Global Hunger Index 2022

The Global Hunger Index (GHI) 2022 was released recently.

What is Global Hunger Index?

  • The GHI has been released since 2000 by the European NGOs – Concern Worldwide and Welthungerhilfe.
  • It aims to track prevalence of global hunger by region and by country.
  • A low score means the country will be ranked higher, implying a better performance.
  • Its ultimate aim is to help the world achieve “Zero Hunger by 2030” – one of the SDGs of the United Nations. It does not rank certain high income countries.
  • It focuses on 4 main parameters – undernourishment (inadequate food), child wasting (acute undernutrition among children), child stunting (chronic undernutrition) and child mortality (inadequate nutrition and unhealthy environment).
  • Countries scoring less than or equal to 9.9 on a 100-point scale will come under “low” category of hunger.
  • The “serious” category countries are those that score between 20 and 34.9 and “extremely alarming” category countries are those scoring above 50.

Highlights of the GHI

  • World is witnessing a serious setback in global efforts towards ending hunger because of war in Ukraine, climate crisis and economic impact of the COVID-19 pandemic.
  • This situation is exacerbated by underlying factors of hunger like structural inequality and power asymmetries in the food system.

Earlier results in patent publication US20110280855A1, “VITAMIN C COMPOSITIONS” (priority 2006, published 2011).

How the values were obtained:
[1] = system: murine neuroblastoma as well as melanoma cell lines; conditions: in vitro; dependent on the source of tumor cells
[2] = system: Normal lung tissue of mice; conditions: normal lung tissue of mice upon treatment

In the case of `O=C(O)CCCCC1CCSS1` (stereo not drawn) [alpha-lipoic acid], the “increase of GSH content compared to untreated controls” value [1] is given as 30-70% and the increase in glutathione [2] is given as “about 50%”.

• Goal of “Zero Hunger” will not be achieved because of these challenges.
  • An estimated 46 countries will not achieve even a “low” level of hunger by the end of this decade.
  • In 2022, the global hunger (measured by a GHI score of 18.2) is categorized as moderate. This is a decrease from the 2014 value (19.1).
  • Since 2014, hunger has spiked in 20 countries with moderate, serious or alarming scores.
  • Increased undernourishment has made a comeback after decades of decline. An estimated 828 million people are undernourished in 2021 – a significant reversal of decades of progress.
  • Child wasting rate has stagnated and child mortality rate and child stunting rates continue to decrease.
  • Hunger levels in South Asia and Sub-Saharan Africa (top 2 regions with highest hunger levels) are serious.
  • South Asia has the highest child stunting rate and highest child wasting rate in the world.
  • Sub-Saharan Africa has the highest undernourishment rate and child mortality rate in the world.
  • Climate change is the major hurdle that will prevent the world from achieving “Zero Hunger” target.

India’s performance

  • Out of 121 countries, India’s GHI ranking fell from 101 in 2021 to 107 this year.
  • It is ranked behind its neighbors – Nepal (81), Pakistan (99), Sri Lanka (64) and Bangladesh (84).
  • Afghanistan, at the 109th position, is the only Asian country ranked behind India.
  • India’s score in all four indicators was poor, especially for the prevalence of child wasting.
  • Child wasting has increased from 15.1 in 2014 to 19.3 and child undernourishment increased from 14.8 in 2014 to 16.3.
  • India has the highest child wasting rate in the world – higher than it was in 1998-1999.
  • India improved its performance in other two indicators – child mortality (3.3) and child stunting (35.5).

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